Thursday, October 25, 2012

#404: Robinson Crusoe on Mars

(Byron Haskin, 1964)

It would be easy to compare Robinson Crusoe on Mars to similar dated sci-fi in the Collection like Equinox and the Monsters and Madmen boxset. And in many ways, this would be an apt comparison: there is low and high art in all of these films and the passion of their creators shines through very clearly. They all work on two levels, since they could just as easily appeal to an eight-year-old (at least one whose senses haven't been dulled by the modern bend towards bright flashing lights and non-stop inanity) and a thirty-year-old cinema nerd - though of course it's arguable if these are different people I've just described.

Yet Robinson Crusoe on Mars, despite its creaky name, is something different from those other films. In fact - although its plot is directly cribbed from a well-known and very straightforward story - its visuals and pacing are more reminiscent of a different kind of sci-fi film made just a few years later: 2001: A Space Odyssey. Although that film's technological predictions turned out to be wishful thinking, this film's visual palette has only been surpassed by the reality of what we've seen beamed back from light years away. Robinson Crusoe on Mars is a small movie in human emotion and scope - a tale of one man and his loneliness. But visually, this is one of the great epics of sci-fi, a stunning and cannily re-imagined portrait of space and the red planet for the technicolor era. There are moments here that took my breath away, in all that phrase's purple glory.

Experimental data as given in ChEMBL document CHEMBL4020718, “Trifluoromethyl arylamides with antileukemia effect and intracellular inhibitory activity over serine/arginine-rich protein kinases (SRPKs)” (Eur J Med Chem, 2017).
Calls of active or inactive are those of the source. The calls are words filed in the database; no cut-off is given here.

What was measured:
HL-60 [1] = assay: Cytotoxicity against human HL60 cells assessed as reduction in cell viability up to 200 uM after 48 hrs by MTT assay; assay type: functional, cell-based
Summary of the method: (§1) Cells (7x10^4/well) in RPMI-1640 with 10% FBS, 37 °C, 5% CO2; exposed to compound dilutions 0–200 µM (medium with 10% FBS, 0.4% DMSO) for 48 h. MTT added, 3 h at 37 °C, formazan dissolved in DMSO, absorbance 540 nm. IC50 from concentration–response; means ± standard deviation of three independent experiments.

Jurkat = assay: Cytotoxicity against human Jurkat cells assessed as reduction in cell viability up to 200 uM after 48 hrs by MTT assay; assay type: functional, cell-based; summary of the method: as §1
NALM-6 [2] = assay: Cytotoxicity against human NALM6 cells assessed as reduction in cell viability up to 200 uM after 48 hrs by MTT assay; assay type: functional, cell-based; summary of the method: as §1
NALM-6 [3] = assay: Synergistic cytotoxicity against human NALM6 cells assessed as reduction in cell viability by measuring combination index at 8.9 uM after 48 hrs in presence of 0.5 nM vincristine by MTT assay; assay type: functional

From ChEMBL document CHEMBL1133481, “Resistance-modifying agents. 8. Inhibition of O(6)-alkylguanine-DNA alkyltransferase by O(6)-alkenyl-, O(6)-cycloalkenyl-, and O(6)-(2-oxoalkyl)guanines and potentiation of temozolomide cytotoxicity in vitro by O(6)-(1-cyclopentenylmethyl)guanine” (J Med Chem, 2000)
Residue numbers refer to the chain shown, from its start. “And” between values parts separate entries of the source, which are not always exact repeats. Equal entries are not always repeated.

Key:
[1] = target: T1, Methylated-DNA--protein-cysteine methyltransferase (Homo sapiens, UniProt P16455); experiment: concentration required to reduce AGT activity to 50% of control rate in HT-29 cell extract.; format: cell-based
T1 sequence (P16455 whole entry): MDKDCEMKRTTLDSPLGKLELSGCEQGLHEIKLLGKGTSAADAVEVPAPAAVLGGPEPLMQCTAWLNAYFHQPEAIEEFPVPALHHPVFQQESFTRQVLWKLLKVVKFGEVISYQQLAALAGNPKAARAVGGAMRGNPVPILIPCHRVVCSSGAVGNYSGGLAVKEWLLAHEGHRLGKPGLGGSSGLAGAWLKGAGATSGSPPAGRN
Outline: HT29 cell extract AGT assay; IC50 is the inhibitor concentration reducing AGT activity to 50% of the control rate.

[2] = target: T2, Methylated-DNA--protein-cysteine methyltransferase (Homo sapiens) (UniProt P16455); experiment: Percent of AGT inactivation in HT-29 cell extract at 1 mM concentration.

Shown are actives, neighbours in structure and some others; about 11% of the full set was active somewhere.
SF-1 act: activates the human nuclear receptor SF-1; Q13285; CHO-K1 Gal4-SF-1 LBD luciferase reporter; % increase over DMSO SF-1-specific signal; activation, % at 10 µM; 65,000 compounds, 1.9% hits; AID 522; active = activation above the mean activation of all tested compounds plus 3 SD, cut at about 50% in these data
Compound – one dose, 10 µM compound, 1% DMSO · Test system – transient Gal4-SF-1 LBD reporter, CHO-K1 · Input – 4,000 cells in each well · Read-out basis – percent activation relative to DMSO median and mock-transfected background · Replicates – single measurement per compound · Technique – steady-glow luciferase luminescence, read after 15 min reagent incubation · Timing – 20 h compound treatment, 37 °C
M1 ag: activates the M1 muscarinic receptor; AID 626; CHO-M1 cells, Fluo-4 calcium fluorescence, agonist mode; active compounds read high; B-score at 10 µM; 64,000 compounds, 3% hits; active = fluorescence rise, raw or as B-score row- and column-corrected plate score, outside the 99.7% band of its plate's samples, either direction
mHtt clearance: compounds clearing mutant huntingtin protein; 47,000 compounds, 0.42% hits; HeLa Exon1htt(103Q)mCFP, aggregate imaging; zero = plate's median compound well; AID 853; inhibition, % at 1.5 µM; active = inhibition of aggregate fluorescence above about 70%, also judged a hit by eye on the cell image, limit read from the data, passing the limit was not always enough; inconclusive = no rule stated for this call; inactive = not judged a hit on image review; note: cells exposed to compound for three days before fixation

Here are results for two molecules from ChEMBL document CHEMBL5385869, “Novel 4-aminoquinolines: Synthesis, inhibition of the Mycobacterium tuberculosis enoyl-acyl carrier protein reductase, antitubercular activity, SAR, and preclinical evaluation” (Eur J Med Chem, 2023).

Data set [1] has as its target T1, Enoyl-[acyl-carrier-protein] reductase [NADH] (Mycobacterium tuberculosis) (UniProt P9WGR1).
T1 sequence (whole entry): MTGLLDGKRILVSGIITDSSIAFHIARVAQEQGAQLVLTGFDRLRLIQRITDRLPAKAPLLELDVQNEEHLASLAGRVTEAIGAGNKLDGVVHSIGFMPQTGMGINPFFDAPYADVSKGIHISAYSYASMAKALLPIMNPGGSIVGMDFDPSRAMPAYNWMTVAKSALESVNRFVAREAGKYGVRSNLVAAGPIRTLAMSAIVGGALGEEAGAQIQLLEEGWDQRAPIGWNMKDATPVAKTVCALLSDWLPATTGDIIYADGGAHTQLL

At this point, Robinson Crusoe on Mars is the final movie of this type that I have to watch in the Collection (though Island of Lost Souls hails from a related genre). The inclusion of such films makes the Criterion umbrella both broader in scope and more legitimate as an arguable "canon" of film. It is films like this that had  a direct influence on the filmmakers who transformed American cinema in the 80s and 90s (for better or worse), but they also stand on their own as works of art. Robinson Crusoe on Mars is the best example of this in the Collection. This is a must-watch for any lover of the visual spectacle of cinema.

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